It’s difficult to miss the irony of the situation that sees the first International Rules test taking place just over 24 hours before the semi-finals of the Railway Cups. But, of course, nobody needs to read the tea leaves in order to interpret what the GAA hierarchy feels about the much-maligned interprovincials, with Nickey Brennan himself declaring recently that the tournament is “past its sell-by date”. He could well be right – the other day I came across an article in the Irish Times written by Sean Kilfeather in the mid-Seventies where he was bemoaning what he saw as the predictable annual calls for the scrapping of the Railway Cups way back then – but, as any morketing luvvie will confirm, if you don’t make any effort to sell a product, then it’s obvious it’ll still be on the shelf once its sell-by date comes around.
While the GAA devotes enormous effort to International Rules, the notion of playing for your province has been allowed to decline over a period of decades (and you have to go back as far as the Fifties for the apotheosis of the Railway Cups) to the point that nobody really bothers about its continued existence anymore. It used to be said – this was Sean Kilfeather’s point – that the players wanted the series to continue but this doesn’t appear to be the case any longer, with most of the A-list cohort preferring a bit of sunshine and some makey-uppey football-cum-street fighting Down Under to representing their province in Gaelic football back at home. It’s hard to blame them: if you had the choice between Perth and Kiltoom at this time of year, you’d do the same.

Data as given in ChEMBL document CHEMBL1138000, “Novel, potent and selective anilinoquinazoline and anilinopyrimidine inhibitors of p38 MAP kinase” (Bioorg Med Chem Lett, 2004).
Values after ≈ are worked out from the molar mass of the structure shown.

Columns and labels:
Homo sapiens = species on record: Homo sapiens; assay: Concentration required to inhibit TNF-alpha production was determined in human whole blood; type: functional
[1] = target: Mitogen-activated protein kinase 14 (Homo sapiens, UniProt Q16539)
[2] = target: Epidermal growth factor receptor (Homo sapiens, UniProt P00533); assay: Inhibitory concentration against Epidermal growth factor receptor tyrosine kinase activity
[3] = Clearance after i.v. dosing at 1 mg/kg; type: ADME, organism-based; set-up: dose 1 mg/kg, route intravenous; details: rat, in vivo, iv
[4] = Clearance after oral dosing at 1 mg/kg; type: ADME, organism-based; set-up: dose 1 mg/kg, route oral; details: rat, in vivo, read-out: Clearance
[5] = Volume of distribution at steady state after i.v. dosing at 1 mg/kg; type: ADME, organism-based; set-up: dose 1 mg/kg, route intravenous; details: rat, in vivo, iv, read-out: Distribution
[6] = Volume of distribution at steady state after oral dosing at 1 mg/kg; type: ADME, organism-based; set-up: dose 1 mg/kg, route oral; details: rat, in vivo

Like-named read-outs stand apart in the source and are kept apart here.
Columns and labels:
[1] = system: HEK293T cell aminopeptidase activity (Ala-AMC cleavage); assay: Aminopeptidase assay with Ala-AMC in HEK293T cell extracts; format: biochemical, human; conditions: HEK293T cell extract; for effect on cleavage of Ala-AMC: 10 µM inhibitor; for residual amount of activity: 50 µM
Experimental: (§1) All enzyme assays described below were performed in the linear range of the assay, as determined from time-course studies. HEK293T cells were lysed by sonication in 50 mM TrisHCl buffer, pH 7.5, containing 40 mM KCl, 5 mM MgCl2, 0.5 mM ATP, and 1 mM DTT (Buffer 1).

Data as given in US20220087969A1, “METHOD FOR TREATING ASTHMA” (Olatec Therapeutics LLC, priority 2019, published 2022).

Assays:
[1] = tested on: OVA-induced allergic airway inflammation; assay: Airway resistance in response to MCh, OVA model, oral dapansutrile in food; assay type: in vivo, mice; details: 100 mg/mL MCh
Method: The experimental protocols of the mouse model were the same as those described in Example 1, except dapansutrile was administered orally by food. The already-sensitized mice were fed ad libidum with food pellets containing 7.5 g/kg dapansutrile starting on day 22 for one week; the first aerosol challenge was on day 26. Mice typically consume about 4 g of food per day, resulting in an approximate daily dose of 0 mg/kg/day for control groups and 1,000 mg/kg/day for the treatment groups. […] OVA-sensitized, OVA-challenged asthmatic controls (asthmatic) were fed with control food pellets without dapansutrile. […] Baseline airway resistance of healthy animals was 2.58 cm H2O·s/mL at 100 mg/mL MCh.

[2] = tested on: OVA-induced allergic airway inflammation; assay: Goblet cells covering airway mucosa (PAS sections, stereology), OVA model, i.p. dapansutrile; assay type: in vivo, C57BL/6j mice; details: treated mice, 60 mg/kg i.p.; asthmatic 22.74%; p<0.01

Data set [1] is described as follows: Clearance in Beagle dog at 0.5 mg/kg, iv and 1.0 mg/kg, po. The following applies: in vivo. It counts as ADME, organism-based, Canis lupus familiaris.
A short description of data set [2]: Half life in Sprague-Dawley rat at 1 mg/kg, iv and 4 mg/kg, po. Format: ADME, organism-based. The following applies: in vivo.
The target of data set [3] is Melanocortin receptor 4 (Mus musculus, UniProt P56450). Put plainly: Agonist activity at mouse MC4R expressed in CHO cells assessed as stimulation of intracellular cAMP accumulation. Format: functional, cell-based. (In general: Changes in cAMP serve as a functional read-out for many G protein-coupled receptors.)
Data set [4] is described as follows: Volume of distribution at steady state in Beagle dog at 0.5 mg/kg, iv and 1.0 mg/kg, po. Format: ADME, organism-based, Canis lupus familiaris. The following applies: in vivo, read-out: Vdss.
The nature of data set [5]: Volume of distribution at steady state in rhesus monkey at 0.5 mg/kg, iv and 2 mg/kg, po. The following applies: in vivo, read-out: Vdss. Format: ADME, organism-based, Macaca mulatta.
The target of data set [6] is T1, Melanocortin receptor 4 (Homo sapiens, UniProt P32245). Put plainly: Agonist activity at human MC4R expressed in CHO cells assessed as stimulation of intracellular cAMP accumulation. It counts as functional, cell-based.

Mickey Harte has been swimming strongly against the official tide on this issue for some time but he made the interesting point recently that playing for your province is the highest level of representation within Gaelic football (and hurling) and that, as such, it should be the level that inter-county players aspire to reach. He rightly derided the notion of Gaelic players “playing for their country” given that it’s not Gaelic football they’re playing and argued that the focus should instead be on building up the standard of Gaelic football overseas. (And there has been plenty of progress in this area in recent years, as Ronan outlines). But Mickey remains a voice in the wilderness on this issue and given the likelihood (the risk of serious violence notwithstanding Down Under) that International Rules will remain a fixture in the GAA’s calender, it’s difficult to see how any meaningful enthusiasm can be re-injected into the Railway Cups.
PS: Tom Parsons has been named as one of the inter-change players in the Irish team for this morning’s first test in Perth. Meanwhile, no announcement has yet been made about Connacht’s team to face Leinster in tomorrow’s Railway Cup football semi-final at Kiltoom (throw-in 5pm) but Johnno’s 25-man panel includes nine Mayo lads (details here).